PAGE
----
HERBOLD: Sound Transit light rail recommendations resolution


District 1 Seattle City Councilmember Lisa Herbold shared this news via her constituent’s newsletter.


The Transportation and Utilities Committee adopted the amended resolution this week.  it moves to the Full Council next Tuesday.  Amendment 1 listed on the agenda was adopted by the Transportation & SPU Committee; the amendment addresses the Delridge segment, and other portions of the line (Chair Pedersen combined separate amendments into one Chair’s Amendment).

My comments from the meeting are below.

For the West Seattle Junction, there is strong community support for a tunnel option. I support that. A tunnel would minimize impacts to the neighborhood and businesses and provide the best approach for long-term success and the health of the West Seattle Junction community.  An elevated alignment into the heart of the West Seattle Junction Urban Village, and on Fauntleroy Way SW would be unprecedented for light rail in Seattle. It would include impacts that could not be mitigated. 

The Medium Tunnel has a comparable cost estimate to elevated options in the Junction, an important consideration for a regional project.

For the Duwamish crossing, there’s a divided community perspective, and both north and south crossings have clear impacts, so it’s important the resolution notes the south crossing it “conditioned on adequate mitigation of impacts to parks, recreational areas, and natural habitat at Pigeon Point and the West Duwamish Greenbelt”

For Delridge, there is no clear community consensus. All alignments have impacts on residents and businesses, that is evident, as noted in the Draft EIS.

I appreciate the Executive’s addition to the draft version of a request for a transit access study for the communities identified in the Racial Equity Toolkit, including South Delridge and White Center (the Environmental Justice study in the Draft EIS only covers ½ mile from station locations). The resolution also added mention of the importance of protections for Longfellow Creek. These are great additions.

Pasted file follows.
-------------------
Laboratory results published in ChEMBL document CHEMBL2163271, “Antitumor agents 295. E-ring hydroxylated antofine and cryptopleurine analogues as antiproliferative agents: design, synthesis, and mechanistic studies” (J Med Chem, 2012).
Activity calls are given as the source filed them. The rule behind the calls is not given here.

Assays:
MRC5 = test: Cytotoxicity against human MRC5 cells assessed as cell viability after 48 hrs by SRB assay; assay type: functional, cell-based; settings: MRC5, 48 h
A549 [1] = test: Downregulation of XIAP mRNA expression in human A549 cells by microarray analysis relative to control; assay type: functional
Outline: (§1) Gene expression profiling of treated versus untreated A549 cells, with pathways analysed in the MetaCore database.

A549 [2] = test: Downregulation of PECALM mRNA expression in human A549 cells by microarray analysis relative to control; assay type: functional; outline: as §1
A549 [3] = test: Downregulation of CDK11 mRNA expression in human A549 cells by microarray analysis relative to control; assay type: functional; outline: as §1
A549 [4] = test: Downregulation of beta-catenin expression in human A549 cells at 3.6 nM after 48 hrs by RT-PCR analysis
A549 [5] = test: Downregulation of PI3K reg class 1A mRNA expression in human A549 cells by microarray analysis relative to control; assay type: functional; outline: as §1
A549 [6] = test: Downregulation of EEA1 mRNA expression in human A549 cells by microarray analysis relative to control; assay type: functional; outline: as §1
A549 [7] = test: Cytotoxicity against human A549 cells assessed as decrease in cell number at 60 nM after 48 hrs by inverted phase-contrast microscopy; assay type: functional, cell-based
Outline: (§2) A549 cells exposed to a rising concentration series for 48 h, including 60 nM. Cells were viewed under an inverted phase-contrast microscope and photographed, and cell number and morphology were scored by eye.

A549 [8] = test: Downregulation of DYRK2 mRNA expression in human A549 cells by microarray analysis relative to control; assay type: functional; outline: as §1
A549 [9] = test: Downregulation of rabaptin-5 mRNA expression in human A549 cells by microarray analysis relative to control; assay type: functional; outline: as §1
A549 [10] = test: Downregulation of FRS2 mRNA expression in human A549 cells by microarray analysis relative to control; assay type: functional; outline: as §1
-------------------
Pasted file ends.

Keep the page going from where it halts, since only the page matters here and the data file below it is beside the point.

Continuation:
The Del 5- and 6 options were developed to minimize the impacts on the Youngstown community adjacent to Genesee; they were added late in the scoping process at the Board level, so potential impacts of these options weren’t discussed during the scoping process. There are a couple of impacts for Del-6 that have come up since the Draft EIS was published.

First, as noted in public comment the Draft EIS does not mention the existence of Alki Beach Academy daycare center in the Social Resources section in Appendix L, where other daycare centers on the line are noted. The importance of a daycare center of this size on the peninsula has been magnified by the closure of the West Seattle Bridge, and this center provides care for over 120 children, and plans to expand to be able to care for 300.

Another impact would be on Transitional Resources, which offers 24/7 services to persons with serious mental illness, through both living facilities and a service center. The living facilities depend on the 24/7 service center—it is a holistic system—and the Draft EIS doesn’t address the integrated nature of this program. Up to 31 high needs individuals could be displaced, with 122 persons per month losing access to treat acute, long-term mental illness (most clients were formerly homeless). The property deed includes a covenant requiring that the property be used for the provision of these services for the foreseeable future.

To address these deficiencies, I developed the West Seattle portion of a Council amendment to the resolution. The amendment states that for the Delridge segment, the City is not able to state a preference given the inadequate DEIS analysis of impacted social resources, and notes it a) did not identify the Alki Beach Academy as a potentially impacted social resource, and therefore did not fully analyze the project’s impact on child care services, and b) that while the DEIS identified Transition Resources in the list, it relies on co-located services to provide comprehensive transitional housing services; and c) states the City’s future support for Del-6 is conditioned on avoidance or mitigation of impacts, or relocation, of impacted child-care and transitional housing service providers.

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